• All-cash sales: All-cash transactions made up 22 percent of transactions, up from 18 percent a year ago. Individual investors account for the biggest bulk of cash sales. Investors comprised 13 percent of home sales in June, unchanged from a year ago.
  • Distressed sales: Foreclosures and short sales made up 3 percent of sales, the lowest since NAR began tracking such data in October 2008. Distressed sales are down 4 percent from a year ago. Broken out, 2 percent of sales were foreclosures, and 1 percent were short sales.

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Source: National Association of REALTORS®; REALTOR® Magazine 072318

Yun: Spring Was the Season of ‘Unmet Expectations’

Yun: Spring Was the Season of ‘Unmet Expectations’
National Association of REALTORS® | June 27, 2018

1806_May_PHSFor the fifth consecutive month, pending home sales dropped in May—a sign that the recently ended spring buying season didn’t live up to the hype typical for real estate’s traditionally busiest time of year, the National Association of REALTORS® reported Wednesday. Contract signings also eased last month, and a significant sales decline in the South offset gains in other regions of the country.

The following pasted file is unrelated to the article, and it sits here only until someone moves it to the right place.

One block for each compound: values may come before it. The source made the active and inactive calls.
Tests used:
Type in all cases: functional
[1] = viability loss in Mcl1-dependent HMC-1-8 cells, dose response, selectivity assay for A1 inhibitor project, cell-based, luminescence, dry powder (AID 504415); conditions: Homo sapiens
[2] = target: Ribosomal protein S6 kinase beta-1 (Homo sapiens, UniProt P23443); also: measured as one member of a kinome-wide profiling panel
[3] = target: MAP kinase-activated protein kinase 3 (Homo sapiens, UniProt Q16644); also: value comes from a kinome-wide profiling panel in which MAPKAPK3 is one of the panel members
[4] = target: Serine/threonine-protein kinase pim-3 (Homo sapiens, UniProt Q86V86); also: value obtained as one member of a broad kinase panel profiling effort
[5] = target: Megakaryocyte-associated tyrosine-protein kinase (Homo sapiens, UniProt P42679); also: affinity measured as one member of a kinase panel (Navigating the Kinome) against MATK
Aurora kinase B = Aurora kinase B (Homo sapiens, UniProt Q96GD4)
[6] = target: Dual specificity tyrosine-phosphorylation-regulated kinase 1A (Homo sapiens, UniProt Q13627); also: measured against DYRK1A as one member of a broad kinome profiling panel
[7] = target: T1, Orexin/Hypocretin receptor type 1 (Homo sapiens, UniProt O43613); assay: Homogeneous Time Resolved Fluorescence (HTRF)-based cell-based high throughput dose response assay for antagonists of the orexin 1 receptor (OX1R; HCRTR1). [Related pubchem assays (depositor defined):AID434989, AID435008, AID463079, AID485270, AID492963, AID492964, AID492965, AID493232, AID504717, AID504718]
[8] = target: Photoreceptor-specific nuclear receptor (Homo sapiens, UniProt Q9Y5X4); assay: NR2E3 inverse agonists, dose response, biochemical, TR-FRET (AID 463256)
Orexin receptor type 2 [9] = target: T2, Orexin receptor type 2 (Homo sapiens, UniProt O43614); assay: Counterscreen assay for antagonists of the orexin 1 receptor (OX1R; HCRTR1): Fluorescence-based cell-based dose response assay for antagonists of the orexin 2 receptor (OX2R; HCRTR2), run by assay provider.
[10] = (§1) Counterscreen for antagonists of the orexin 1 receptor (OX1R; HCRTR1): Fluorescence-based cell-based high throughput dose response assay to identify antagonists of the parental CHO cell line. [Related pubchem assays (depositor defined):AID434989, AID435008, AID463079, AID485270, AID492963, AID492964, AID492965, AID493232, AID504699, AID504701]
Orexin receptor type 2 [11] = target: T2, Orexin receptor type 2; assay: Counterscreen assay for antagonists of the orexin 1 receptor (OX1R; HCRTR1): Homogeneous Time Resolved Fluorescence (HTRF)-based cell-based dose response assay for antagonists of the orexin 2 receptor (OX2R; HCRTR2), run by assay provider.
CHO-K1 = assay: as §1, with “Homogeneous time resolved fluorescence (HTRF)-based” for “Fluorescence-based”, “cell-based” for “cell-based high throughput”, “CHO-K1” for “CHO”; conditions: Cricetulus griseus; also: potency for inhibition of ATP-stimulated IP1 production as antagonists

NAR’s Pending Home Sales Index, a forward-looking indicator based on contract signings, fell 0.5 percent in May to a reading of 105.9. The index is down 2.2 percent on an annual basis. NAR Chief Economist Lawrence Yun says this year’s spring buying season will be remembered as one of “unmet expectations,” with pending home sales at the second lowest level in the past year. He says inventory shortage is the main culprit. “REALTORS® in most of the country continue to describe their markets as highly competitive and fast-moving, but without enough new and existing inventory for sale, activity has essentially stalled,” Yun says.